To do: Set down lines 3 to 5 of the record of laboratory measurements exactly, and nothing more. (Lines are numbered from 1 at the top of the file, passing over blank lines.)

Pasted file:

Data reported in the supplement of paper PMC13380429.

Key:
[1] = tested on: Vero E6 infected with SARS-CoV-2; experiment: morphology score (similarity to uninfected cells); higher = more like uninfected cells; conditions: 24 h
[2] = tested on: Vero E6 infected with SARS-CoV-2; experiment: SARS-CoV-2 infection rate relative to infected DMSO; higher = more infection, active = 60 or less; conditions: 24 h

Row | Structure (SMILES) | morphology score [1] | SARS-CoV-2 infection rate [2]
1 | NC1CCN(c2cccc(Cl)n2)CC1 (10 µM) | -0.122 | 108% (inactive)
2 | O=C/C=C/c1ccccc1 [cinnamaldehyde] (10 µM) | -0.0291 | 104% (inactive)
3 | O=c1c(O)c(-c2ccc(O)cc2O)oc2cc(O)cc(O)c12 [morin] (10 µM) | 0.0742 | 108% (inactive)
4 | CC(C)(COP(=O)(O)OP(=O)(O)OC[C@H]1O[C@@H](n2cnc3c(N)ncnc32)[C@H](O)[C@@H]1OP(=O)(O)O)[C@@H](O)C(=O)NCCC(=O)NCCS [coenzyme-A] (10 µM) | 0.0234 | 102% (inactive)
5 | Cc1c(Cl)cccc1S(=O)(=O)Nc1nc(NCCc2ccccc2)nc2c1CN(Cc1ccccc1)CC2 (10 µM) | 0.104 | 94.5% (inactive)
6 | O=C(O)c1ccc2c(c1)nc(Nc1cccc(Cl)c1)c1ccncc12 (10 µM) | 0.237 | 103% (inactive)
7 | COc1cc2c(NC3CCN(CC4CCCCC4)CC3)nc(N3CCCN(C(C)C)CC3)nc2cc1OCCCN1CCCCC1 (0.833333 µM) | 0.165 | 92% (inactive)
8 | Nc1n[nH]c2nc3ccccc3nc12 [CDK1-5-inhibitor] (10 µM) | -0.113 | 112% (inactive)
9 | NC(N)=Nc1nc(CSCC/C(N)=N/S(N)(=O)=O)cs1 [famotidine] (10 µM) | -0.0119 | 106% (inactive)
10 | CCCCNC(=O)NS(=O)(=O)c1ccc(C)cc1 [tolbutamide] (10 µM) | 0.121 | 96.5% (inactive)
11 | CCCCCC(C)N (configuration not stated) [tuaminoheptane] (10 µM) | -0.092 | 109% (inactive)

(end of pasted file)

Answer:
[1] = tested on: Vero E6 infected with SARS-CoV-2; experiment: morphology score (similarity to uninfected cells); higher = more like uninfected cells; conditions: 24 h
[2] = tested on: Vero E6 infected with SARS-CoV-2; experiment: SARS-CoV-2 infection rate relative to infected DMSO; higher = more infection, active = 60 or less; conditions: 24 h

Row | Structure (SMILES) | morphology score [1] | SARS-CoV-2 infection rate [2]